This model sells for approx. 199 BP which makes it about $350 approx, give or take a few dollars. The machine also has a 1 step buttonhole function, snap-on presser feet, an extra high presser foot lifter, and many other features.
The only odd thing about this model is that any information about it comes from UK websites. The word from the few reviews on the machine is that it is easy to thread with its automatic threader and just as easy to use.
The color scheme on this model is white with yellow highlights and comes with the Monarch company brand name.
There is one location that seems to have one manual for Monarch sewing machines. It is for the Syncro-Matic Straight Stitch sewing machine model and can be purchased at this link.
This British company has one as well and it may be the same company as the one in the previous paragraph. The cost may be slightly cheaper though as it rings in at 4.95 BP.
If you want a free Monarch manual, you can check this link out. Their results are as sparse as the other two companies. Then if you need a manual for one of the newer Monarch sewing machines, you can try this toll-free number Monarch Sewing toll-free at 800-680-1146 from 10 am to 5 pm Eastern Time Monday through Friday or e-mail email@example.com.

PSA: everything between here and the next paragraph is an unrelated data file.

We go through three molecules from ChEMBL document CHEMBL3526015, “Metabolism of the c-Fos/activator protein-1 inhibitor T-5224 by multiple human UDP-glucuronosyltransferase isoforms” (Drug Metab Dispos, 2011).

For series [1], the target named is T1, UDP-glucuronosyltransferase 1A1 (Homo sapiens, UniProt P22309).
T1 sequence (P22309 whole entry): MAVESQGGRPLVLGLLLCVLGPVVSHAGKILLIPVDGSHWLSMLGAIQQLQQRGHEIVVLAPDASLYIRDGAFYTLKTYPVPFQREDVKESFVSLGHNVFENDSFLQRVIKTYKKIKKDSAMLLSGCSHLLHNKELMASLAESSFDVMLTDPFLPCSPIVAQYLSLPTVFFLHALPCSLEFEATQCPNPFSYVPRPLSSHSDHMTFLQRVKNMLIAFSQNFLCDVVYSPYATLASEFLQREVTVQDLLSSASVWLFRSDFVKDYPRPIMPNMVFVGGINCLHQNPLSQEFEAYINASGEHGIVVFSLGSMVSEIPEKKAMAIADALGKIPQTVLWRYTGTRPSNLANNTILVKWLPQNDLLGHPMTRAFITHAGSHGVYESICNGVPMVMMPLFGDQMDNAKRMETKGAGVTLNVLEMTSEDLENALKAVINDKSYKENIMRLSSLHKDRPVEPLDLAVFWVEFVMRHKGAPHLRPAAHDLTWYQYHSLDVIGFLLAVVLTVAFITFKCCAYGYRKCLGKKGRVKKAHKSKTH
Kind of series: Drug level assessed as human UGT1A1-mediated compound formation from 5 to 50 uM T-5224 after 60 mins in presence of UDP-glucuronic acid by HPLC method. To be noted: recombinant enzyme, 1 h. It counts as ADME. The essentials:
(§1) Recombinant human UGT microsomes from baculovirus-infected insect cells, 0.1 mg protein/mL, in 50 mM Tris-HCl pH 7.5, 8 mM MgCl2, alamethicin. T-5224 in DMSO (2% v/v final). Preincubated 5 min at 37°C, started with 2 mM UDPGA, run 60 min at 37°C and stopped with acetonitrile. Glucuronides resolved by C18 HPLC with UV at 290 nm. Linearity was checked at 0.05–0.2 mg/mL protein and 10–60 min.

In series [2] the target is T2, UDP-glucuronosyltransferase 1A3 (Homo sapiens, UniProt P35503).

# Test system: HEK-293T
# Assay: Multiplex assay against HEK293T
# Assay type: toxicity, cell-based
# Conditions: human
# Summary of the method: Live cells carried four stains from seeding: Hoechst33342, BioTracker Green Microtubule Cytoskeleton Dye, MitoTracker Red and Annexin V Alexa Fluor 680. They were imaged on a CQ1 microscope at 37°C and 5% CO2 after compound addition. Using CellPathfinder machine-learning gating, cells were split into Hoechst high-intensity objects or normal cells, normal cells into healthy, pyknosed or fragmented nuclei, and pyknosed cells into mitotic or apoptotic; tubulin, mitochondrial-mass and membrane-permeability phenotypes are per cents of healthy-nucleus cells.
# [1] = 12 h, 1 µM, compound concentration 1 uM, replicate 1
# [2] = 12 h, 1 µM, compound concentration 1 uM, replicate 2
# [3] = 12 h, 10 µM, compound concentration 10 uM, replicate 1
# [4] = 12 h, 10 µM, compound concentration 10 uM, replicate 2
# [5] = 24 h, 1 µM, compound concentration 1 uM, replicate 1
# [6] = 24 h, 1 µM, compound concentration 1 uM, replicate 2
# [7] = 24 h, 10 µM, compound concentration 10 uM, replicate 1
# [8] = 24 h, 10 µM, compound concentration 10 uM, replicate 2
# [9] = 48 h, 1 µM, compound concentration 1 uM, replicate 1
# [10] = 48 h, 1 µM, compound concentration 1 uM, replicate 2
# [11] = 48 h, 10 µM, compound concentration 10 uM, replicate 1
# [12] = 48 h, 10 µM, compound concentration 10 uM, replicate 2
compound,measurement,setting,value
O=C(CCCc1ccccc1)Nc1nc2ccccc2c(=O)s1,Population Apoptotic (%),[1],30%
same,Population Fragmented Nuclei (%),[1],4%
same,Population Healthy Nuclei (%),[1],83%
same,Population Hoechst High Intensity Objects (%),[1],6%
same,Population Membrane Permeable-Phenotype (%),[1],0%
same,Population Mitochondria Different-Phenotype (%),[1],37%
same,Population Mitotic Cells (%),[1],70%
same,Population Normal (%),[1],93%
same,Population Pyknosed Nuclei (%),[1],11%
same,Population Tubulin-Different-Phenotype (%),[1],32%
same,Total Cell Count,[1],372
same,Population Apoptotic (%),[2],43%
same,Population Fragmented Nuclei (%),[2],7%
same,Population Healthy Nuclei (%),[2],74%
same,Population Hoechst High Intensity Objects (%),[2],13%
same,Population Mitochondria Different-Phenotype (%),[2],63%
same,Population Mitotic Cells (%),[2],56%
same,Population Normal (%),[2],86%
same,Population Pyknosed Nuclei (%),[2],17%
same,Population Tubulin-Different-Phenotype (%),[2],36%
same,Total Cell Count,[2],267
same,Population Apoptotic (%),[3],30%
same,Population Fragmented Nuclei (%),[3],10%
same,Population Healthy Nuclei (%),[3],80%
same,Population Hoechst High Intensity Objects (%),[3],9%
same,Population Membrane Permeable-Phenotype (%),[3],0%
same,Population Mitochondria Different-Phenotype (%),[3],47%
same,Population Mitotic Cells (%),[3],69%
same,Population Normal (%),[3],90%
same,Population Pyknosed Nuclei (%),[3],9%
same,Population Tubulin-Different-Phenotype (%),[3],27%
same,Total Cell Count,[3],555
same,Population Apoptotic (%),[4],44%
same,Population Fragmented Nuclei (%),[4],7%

That information comes from their news release we linked to earlier. Again, in all of our research, we have not found any more information on this new company or if it still exists.
Since we have been unsuccessful in obtaining a lot of good information about these sewing machines, it is difficult to find any threading instructions for the 1940s+ Monarch models. No one is talking about threading one.
Since they were clones of the Singer 15 it is possible to try and follow those instructions or go by trial and error. We apologize for the lack of instruction here but the newer Monarch models come with automatic threaders so you do not have to do the same amount of work you would have if you own an older vintage machine.
With that said, you can also try using the instructions found at this link as it claims most sewing machines in the 40s to 60s were threaded the same way.
The Monarch sewing machine contains many mysteries. It is not known who originally made the early 1900s model nor is it possible to identify the Japanese firm that produced them after the war.
Then the new Monarch sewing machine company only has one little web page on the internet and silence after that with one model talked about on British websites. They may be good machines but then mysteries remain.